INFO > Archicad has an inbuilt formula / compliant range for the ratio of treads to risers, i.e. (2*Riser)+Run, and will alert you should the properties you set not fall within the allowed range. (This can be manipulated, but do not attempt this unless you know what you are doing!)
TIP > Only lock a parameter if it has a critical dimension. Locking parameters as you go prevents others from being set, and the following error message may appear: See Image
Remember it is not necessary to lock everything, just that which specifically must retain its dimension.
If later adjustments are necessary, strictly work through the parameters from top to bottom, since occasionally even unlocked parameters do not update. Keep in mind, however, that you may need to check your risers and treads for compliance as you go, as these are often the first thing Archicad chooses to edit to meet any new criteria you input.You may need to unlock all the parameters in order to edit a stair.
Select whether the top tread of your flight stops at or below the landing. Typically, “Top tread below the floor level” is the best option to choose.
7. Activate the Structure and Landing Settings tab, and input the following:
7.1. the stair structure. (In this example we have chosen a simple concrete stair).
7.2. set the thickness of the stair slab, and input the top and bottom floor slab thicknesses. Ensure this is in accordance with your structural information.
7.3. assign a suitable 3D outline pen.
7.4. select surface materials.
7.5. select a cut fill and its associated pens.
8. “Clean Intersections” brings up a palette where you can select by which means the bottom surface intersects with the floor slab. Typically you can ignore this function, as it is set correctly by default to “Adjust Landing Slab to Stair Slab Thickness”. Don’t be tempted to select “Adjust Stair Slab to Landing Thickness”, as this will have undesired consequences in that the stair slab will become very thin.
This can be demonstrated as follows in Images 4 and 5
“Adjust Landing Slab to Stair Slab Thickness” as in figure (a): stair appears as it should be. “Adjust Stair Slab to Landing Thickness” as in figure (b): it is clear that the stair no longer works correctly. (In this case it reduced the stair slab thickness to just 10mm!)
9. Activate the Tread Settings tab, should you have selected a stair with treads. This could be in the form of a floor finish on top of, say, a concrete stair, or alternatively a lightweight type stair.
10. Activate the Railing Settings tab. In this panel you will need to set the following:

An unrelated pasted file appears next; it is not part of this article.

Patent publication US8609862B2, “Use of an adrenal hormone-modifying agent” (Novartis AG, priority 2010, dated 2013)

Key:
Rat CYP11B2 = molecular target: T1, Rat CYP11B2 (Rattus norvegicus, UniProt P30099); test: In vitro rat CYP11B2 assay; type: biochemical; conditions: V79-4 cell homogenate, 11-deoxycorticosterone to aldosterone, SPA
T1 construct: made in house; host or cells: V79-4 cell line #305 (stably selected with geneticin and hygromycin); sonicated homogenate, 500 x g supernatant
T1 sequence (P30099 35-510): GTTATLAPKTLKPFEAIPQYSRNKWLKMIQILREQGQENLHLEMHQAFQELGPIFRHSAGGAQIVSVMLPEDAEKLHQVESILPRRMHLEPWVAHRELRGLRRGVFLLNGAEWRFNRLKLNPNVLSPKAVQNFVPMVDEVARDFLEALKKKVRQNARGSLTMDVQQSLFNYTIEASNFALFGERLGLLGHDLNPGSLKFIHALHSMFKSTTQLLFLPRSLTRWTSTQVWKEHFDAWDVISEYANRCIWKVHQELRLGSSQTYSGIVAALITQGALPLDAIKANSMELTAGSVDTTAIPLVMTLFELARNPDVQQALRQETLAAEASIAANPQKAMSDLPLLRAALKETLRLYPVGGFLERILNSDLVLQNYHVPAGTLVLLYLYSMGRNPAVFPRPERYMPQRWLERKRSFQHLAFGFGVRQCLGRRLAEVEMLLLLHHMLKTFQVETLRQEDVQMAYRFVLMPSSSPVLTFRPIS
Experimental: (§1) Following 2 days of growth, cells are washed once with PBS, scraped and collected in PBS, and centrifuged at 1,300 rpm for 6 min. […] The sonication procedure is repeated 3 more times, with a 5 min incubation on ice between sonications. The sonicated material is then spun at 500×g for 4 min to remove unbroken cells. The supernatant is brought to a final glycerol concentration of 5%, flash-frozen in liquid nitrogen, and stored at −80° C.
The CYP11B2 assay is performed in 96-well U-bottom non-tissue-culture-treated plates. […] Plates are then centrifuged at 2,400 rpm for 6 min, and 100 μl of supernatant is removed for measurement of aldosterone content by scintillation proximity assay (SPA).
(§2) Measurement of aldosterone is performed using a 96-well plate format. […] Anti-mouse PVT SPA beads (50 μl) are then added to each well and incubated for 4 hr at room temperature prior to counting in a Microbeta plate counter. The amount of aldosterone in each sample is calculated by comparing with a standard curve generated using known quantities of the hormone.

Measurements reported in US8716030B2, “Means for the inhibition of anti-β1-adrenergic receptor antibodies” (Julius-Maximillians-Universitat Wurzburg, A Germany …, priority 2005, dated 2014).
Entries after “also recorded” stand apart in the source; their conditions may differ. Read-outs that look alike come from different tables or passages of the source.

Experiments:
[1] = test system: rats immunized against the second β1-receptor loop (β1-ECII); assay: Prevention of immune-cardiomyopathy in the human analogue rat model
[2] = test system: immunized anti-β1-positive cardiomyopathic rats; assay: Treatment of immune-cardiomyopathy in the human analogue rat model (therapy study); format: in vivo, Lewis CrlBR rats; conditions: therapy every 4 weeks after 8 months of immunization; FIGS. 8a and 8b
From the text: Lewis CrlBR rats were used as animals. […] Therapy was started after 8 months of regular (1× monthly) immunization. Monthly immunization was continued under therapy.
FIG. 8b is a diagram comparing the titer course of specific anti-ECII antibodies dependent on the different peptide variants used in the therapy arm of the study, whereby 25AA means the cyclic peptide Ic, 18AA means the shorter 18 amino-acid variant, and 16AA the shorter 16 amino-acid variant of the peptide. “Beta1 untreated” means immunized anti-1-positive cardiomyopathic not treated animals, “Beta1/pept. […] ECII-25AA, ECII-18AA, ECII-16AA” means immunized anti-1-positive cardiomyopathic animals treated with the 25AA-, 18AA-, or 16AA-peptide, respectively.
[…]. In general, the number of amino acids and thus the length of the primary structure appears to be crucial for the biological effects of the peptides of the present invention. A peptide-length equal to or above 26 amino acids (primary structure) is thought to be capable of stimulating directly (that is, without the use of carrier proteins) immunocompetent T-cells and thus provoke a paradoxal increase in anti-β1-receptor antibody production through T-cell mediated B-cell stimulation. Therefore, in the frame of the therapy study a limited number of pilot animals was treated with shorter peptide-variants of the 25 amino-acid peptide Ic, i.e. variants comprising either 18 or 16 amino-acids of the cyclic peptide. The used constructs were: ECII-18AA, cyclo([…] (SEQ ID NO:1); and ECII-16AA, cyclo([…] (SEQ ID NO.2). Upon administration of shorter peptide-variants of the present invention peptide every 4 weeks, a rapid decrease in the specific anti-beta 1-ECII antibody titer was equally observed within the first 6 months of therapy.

10.1 type and location of your railing. You can select either
10.1.1 uniform, where your settings will apply to all sides of the stair;
10.1.2 define by side (inside rail / outside rail) or
10.1.3 individual segment.
In most cases, however, a simple bar type rail should suffice for general modelling.
TIP > USE the Rail Icon that appears when you hold your mouse over the rail in the preview window, to select and input the rail settings for options (i) and (ii) above.
10.2 Rail location in relation to the stair. In other words, whether it is contained within the stair or fixed to the outside.
10.3 The offset.
This is calculated to the centre of your rail so take care that you meet and codes or standards regarding offsets from walls, clear width of stair etc.
10.4 The height of the rail. Calculated as in (c) above.
10.5 Bottom and top extensions. Particularly important for the first and last flights of a stair to comply with access and egress standards.
10.6 Additional parameters such as dimensions of rail and building material.
10.7 Should you select a rail type with posts, input the settings in the bottom or the right hand panel. You will also need to set any additional parameters related to the posts on the bottom left..
10.8 For additional information regarding rails, refer to the Handrails chapter.
11. Activate the Symbol Settings tab. This is where you will set the 2D display properties for your stair in plan.
11.1 select a suitable plan symbol. (Consider the display in relation to story sensitivity.)
11.2 set the representation for the walking line and posts (if applicable).
11.3 in the right hand panel, select the attributes for your plan display (pen colours, line types etc…). Any attributes which you do not require in your plan view can simply be set to “Off”.
The Listing Settings tab lists all the properties of the stair should you choose to schedule it and its components.
13. Check that your stair works by clicking “Check Stair”.
INFO > This obviously does not check for compliance with your local standards, codes etc!. It is purely checking for scripting errors which may corrupt the generation of your stair object.